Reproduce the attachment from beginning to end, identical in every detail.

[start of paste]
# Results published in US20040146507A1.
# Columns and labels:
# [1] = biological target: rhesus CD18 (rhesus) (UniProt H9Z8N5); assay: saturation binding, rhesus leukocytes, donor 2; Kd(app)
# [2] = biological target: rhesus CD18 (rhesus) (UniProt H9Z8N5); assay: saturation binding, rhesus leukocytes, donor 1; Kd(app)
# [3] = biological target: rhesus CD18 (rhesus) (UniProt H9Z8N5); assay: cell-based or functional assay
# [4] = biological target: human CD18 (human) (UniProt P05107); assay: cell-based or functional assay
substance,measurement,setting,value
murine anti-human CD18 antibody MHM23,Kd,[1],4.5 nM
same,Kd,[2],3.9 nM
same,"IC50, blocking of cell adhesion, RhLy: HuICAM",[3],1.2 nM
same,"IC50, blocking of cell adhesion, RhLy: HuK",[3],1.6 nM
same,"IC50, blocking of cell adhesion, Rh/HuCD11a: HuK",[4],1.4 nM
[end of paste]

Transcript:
# Results published in US20040146507A1.
# Columns and labels:
# [1] = biological target: rhesus CD18 (rhesus) (UniProt H9Z8N5); assay: saturation binding, rhesus leukocytes, donor 2; Kd(app)
# [2] = biological target: rhesus CD18 (rhesus) (UniProt H9Z8N5); assay: saturation binding, rhesus leukocytes, donor 1; Kd(app)
# [3] = biological target: rhesus CD18 (rhesus) (UniProt H9Z8N5); assay: cell-based or functional assay
# [4] = biological target: human CD18 (human) (UniProt P05107); assay: cell-based or functional assay
substance,measurement,setting,value
murine anti-human CD18 antibody MHM23,Kd,[1],4.5 nM
same,Kd,[2],3.9 nM
same,"IC50, blocking of cell adhesion, RhLy: HuICAM",[3],1.2 nM
same,"IC50, blocking of cell adhesion, RhLy: HuK",[3],1.6 nM
same,"IC50, blocking of cell adhesion, Rh/HuCD11a: HuK",[4],1.4 nM